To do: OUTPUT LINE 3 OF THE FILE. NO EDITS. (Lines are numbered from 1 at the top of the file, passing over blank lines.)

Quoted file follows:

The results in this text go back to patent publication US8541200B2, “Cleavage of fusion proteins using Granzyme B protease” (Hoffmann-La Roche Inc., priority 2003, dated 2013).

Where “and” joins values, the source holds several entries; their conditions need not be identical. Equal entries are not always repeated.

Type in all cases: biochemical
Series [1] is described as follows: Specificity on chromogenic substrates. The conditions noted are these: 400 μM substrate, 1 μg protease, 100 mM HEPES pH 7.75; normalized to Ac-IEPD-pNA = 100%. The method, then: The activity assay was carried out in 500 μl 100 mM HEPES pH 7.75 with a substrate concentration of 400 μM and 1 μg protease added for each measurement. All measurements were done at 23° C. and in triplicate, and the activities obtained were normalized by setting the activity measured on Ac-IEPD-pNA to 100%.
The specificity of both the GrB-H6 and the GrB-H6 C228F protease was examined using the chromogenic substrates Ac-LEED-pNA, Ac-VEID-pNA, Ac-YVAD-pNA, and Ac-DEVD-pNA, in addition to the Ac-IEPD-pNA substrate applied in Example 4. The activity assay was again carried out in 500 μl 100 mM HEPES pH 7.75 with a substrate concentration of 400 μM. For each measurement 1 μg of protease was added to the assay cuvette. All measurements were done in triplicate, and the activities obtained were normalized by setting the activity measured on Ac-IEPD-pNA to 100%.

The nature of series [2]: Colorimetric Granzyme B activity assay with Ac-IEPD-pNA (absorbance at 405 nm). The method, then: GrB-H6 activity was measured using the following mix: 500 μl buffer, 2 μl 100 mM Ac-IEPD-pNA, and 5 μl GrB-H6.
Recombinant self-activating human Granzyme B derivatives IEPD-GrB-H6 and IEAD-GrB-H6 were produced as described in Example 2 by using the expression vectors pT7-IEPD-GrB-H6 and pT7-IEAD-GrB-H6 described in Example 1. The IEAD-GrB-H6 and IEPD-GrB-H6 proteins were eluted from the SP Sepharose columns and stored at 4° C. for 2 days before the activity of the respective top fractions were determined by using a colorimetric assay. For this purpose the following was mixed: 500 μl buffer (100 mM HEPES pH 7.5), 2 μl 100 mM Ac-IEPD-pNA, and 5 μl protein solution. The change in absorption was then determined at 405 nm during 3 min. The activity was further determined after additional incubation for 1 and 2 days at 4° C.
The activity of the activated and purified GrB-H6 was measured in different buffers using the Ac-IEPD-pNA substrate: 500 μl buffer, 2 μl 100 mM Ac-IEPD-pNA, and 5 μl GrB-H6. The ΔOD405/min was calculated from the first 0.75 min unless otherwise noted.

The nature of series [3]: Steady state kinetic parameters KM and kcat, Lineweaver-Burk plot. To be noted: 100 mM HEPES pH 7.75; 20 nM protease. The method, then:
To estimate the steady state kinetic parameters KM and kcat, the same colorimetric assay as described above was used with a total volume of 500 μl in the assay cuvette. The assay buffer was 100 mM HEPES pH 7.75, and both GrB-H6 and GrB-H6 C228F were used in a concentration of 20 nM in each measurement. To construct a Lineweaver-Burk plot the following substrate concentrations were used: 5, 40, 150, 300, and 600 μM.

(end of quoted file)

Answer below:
Type in all cases: biochemical